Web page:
All Posts · French Life · Renovation work · The farm

Bottles and steel balls

Our Notaire is a very jolly guy and I think with a bit of wicked sense of humour. Unfortunately I have yet to master French and with our rather ambitious renovation projects of doing up four properties, my head is more full of the finer points of a 1-3 lime mix than whether I can conjugate the verb for I am knackered, or crack a French joke not involving the Brits and Napoleon!

The sellers had shown us around the farm house in what I could call a blur of alcohol. All members of the family were inebriated and talked over each other. I just smiled and nodded and really wasn’t bothered that the rusty old bar-b-que could still be used for another summer party, or that there was a bar in the hallway. Odd place to have it, but if you think you need a drink as soon as you set foot in the house, in the hall where you throw your coat, it is an appropriate place!

The father had died before the completion of renovating the property. He had Portuguese roots and a French wife. The conflict of cultures meant the two daughters had names, one Portuguese and one French and the house had a distinct identity crisis. Parts were terracottafied with tiles that looked as if they would fall if there was even a slight puff of wind, let alone the hurricanes we get, with slippery marble tiled areas and white painted walled areas. One monolithic wall ran across the front of the original farm cottage cutting the façade in two. You could land a plane on it! Solid concrete, just to go up three steps to the front door. My instant reaction, inside my head of course, were they have to go. The French part had shutters, quaint roof dormer window and remnants of the once cow barn carefully included into the architecture. The father obviously knew what he was doing construction wise, but maybe a little too much red wine had on occasion skewed the outside aesthetic and interior design vision.

Giggling and forgetting on numerous times what room we were in, the sisters completed the tour and we said yes to buying. No we didn’t need to think about it. English, quick decision, no need to have a drink, we were fine thank. Shook hands. Waved goodbye.

French paperwork is time consuming, but it all makes sense and although the French have no idea about boarders, and the bonnage markers are often lost in the weeds, and the cadastre is as suspect as hell, getting a large eleven roomed house and garage and two hectares for under one hundred thousand euro is a snip. We didn’t put in a counter offer, we just knew it was a good price. It had been on the market some time. No one wanted all that land. Farmers didn’t want the house. We needed both. It also had a smaller house on site, perfect for my studio. We quickly sketched up ideas. Poultry and the orchard on the house hectare, with the vegetable garden, parking and a vast wild meadow and a place for me to build tree houses and a wigwam on the other hectare. Yes a long term dream from childhood was to have a huge wigwam or tepee, if your posh, where I could camp in the hot summer nights, looking up at the stars.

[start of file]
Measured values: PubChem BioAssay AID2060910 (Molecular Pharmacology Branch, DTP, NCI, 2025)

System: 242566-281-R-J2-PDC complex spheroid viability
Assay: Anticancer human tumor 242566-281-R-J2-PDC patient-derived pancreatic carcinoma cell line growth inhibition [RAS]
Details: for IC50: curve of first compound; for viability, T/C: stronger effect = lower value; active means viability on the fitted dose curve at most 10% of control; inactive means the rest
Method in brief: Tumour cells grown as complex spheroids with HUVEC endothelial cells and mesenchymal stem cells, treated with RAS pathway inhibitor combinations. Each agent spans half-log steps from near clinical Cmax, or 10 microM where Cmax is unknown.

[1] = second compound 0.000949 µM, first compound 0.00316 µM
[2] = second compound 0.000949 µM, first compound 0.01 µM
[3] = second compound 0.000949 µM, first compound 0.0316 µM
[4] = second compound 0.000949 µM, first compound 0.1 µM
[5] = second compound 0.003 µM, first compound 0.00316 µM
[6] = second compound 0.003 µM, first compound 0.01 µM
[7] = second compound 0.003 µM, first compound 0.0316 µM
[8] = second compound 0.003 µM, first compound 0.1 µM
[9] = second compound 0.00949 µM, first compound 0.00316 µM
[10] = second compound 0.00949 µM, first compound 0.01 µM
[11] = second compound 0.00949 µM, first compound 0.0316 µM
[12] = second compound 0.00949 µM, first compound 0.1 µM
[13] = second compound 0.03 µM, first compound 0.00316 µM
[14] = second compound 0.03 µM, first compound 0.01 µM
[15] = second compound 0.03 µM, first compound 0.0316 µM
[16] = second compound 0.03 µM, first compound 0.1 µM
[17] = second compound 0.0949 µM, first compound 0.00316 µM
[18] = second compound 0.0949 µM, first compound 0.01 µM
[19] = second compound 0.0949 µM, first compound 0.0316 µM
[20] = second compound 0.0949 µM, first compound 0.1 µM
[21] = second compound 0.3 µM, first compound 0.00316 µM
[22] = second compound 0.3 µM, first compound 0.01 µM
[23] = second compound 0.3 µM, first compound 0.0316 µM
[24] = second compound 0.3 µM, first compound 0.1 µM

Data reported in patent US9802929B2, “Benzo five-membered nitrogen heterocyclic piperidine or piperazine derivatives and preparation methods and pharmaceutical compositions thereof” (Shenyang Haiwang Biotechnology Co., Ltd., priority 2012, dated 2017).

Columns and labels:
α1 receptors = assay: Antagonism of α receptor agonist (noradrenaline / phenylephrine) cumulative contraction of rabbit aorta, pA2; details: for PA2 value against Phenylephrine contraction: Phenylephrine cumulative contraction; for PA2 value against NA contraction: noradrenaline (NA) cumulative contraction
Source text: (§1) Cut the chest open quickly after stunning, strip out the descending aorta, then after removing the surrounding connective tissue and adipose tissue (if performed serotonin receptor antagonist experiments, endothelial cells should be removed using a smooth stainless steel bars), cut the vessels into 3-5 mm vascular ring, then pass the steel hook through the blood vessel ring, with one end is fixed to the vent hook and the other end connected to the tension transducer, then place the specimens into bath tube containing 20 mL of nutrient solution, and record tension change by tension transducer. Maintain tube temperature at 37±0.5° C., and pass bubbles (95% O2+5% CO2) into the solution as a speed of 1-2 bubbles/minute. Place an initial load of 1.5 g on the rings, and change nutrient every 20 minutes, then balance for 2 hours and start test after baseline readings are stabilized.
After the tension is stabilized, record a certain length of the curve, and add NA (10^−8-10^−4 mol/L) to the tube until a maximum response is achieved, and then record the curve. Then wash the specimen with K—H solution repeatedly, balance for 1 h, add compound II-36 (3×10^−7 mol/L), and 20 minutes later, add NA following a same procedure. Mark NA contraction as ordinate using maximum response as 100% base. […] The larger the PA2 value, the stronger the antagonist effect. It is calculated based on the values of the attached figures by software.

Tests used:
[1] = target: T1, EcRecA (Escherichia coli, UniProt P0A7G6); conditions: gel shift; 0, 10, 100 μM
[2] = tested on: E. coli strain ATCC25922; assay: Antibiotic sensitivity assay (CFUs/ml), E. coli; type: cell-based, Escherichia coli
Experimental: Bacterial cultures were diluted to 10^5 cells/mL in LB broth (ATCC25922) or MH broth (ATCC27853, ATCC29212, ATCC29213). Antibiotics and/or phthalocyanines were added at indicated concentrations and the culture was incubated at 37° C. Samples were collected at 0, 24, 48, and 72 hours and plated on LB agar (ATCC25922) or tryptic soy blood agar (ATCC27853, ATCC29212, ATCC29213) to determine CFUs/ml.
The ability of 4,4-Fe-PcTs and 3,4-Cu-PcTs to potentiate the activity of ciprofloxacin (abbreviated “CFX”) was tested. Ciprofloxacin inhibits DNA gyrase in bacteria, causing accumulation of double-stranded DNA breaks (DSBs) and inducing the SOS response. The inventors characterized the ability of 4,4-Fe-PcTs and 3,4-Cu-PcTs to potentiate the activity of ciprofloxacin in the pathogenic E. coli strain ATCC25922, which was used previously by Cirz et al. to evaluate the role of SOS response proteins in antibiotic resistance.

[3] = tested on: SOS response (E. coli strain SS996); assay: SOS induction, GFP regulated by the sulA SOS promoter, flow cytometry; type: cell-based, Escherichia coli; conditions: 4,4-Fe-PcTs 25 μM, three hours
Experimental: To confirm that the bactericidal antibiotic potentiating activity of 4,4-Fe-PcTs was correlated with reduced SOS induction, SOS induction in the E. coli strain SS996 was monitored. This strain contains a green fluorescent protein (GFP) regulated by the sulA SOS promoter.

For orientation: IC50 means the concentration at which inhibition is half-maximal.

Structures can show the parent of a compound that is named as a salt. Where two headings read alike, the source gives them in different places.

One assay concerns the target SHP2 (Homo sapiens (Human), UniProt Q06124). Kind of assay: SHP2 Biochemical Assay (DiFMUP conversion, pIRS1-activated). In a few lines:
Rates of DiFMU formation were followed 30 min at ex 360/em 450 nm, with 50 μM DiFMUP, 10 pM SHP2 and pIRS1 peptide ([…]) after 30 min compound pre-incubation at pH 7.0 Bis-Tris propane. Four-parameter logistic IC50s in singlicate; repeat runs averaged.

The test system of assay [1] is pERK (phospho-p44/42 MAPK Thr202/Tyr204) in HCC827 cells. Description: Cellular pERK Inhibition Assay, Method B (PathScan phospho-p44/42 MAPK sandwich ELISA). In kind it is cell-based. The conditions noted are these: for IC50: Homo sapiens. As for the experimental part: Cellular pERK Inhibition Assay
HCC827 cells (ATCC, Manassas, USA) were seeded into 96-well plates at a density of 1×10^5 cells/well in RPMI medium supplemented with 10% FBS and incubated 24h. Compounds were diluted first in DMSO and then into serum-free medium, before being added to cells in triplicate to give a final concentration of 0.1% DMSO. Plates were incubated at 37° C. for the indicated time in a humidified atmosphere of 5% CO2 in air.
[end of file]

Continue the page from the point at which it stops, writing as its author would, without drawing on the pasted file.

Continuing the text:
The farmhouse needed reorientating. No exit to the rear garden and a huge hanger with, about to wet myself, a huge hay cart in pristine condition. Wow, the perfect entertaining area. Long tables, wild flowers, lights, French porcelain and home cooking. Bliss!

We had just agreed to take in seven rescue kittens and added to the recent adoption of another lonely cockerel, we needed to get the growing gang of wings and paws into a home. The area is north of the Auvergne where the volcanoes, Evian and Volvic hang out and numerous spa towns, the area is pasture and very wet. A huge lake was feasible for the geese.

The new duck house. Maybe I can share?


Typically of me when it comes to sitting in lawyers offices, I am either recovering from a migraine and am totally doped up on pain meds, ones that block neuro transmitters in your head, or in my case making me feel like a zombie, or I have been over working outside and struggling with back pain and really cannot sit for long. So I wiggle about and feel very restless.

The notaire did his best to sound enthusiastic and keep the reading as short as possible. The seller party once again were a little red-faced and tipsy and the mother had trouble keeping up with the sections being read out. But everyone was happy and especially us, as we had pushed it through before the Brexit fallout. OK it never happened, but we didn’t want to get caught up in any French-English you said, I said rows.

Fast forward six months and the geese have their pen, the chickens are waiting in their very muddy temporary coop for the new build to start[meal worms are going at an alarming rate in the bribary stakes] and the ducks have a posh Mies Van der Rohe style duck house. Mud became a symbol of living here. Some areas of the garden flooded if it rained and the whole front was churned up by our neighbour’s tractor. No one had laid any gravel down in the road and the ditches were failing to carry water quickly from the upper fields. The sellers had likely run the mower over the few strips that facilitated staggering out to rear garden to fling an empty wine bottle or two, or to fry a few sausages on the bar-b-que by the little house, and chuck the ash over the wall.